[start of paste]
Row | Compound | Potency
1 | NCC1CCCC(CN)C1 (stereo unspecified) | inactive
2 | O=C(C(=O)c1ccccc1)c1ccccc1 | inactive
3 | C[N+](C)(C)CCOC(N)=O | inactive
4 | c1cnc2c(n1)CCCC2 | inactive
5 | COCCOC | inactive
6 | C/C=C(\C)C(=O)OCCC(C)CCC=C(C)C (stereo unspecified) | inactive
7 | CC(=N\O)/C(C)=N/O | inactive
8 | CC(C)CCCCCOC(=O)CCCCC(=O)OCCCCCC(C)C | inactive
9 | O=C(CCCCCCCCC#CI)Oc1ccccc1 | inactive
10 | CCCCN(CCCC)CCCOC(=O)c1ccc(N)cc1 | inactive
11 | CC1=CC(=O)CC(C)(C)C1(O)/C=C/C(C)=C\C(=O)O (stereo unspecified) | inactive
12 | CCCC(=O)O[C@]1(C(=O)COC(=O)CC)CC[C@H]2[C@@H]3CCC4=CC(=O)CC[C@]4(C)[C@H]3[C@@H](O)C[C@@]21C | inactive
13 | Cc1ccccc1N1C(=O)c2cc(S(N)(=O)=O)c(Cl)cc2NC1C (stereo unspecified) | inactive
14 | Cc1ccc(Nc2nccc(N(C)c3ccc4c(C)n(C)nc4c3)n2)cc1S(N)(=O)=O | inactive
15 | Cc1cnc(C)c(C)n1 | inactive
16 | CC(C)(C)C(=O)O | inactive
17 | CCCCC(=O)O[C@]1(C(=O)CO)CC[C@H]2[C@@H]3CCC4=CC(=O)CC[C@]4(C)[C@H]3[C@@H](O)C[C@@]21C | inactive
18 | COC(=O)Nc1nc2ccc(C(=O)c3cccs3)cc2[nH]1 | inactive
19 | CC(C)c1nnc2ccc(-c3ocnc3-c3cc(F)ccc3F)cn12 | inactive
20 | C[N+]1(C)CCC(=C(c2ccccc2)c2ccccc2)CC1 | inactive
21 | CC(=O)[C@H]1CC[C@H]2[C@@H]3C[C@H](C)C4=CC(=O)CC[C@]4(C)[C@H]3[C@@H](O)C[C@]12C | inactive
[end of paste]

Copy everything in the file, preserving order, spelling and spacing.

Row | Compound | Potency
1 | NCC1CCCC(CN)C1 (stereo unspecified) | inactive
2 | O=C(C(=O)c1ccccc1)c1ccccc1 | inactive
3 | C[N+](C)(C)CCOC(N)=O | inactive
4 | c1cnc2c(n1)CCCC2 | inactive
5 | COCCOC | inactive
6 | C/C=C(\C)C(=O)OCCC(C)CCC=C(C)C (stereo unspecified) | inactive
7 | CC(=N\O)/C(C)=N/O | inactive
8 | CC(C)CCCCCOC(=O)CCCCC(=O)OCCCCCC(C)C | inactive
9 | O=C(CCCCCCCCC#CI)Oc1ccccc1 | inactive
10 | CCCCN(CCCC)CCCOC(=O)c1ccc(N)cc1 | inactive
11 | CC1=CC(=O)CC(C)(C)C1(O)/C=C/C(C)=C\C(=O)O (stereo unspecified) | inactive
12 | CCCC(=O)O[C@]1(C(=O)COC(=O)CC)CC[C@H]2[C@@H]3CCC4=CC(=O)CC[C@]4(C)[C@H]3[C@@H](O)C[C@@]21C | inactive
13 | Cc1ccccc1N1C(=O)c2cc(S(N)(=O)=O)c(Cl)cc2NC1C (stereo unspecified) | inactive
14 | Cc1ccc(Nc2nccc(N(C)c3ccc4c(C)n(C)nc4c3)n2)cc1S(N)(=O)=O | inactive
15 | Cc1cnc(C)c(C)n1 | inactive
16 | CC(C)(C)C(=O)O | inactive
17 | CCCCC(=O)O[C@]1(C(=O)CO)CC[C@H]2[C@@H]3CCC4=CC(=O)CC[C@]4(C)[C@H]3[C@@H](O)C[C@@]21C | inactive
18 | COC(=O)Nc1nc2ccc(C(=O)c3cccs3)cc2[nH]1 | inactive
19 | CC(C)c1nnc2ccc(-c3ocnc3-c3cc(F)ccc3F)cn12 | inactive
20 | C[N+]1(C)CCC(=C(c2ccccc2)c2ccccc2)CC1 | inactive
21 | CC(=O)[C@H]1CC[C@H]2[C@@H]3C[C@H](C)C4=CC(=O)CC[C@]4(C)[C@H]3[C@@H](O)C[C@]12C | inactive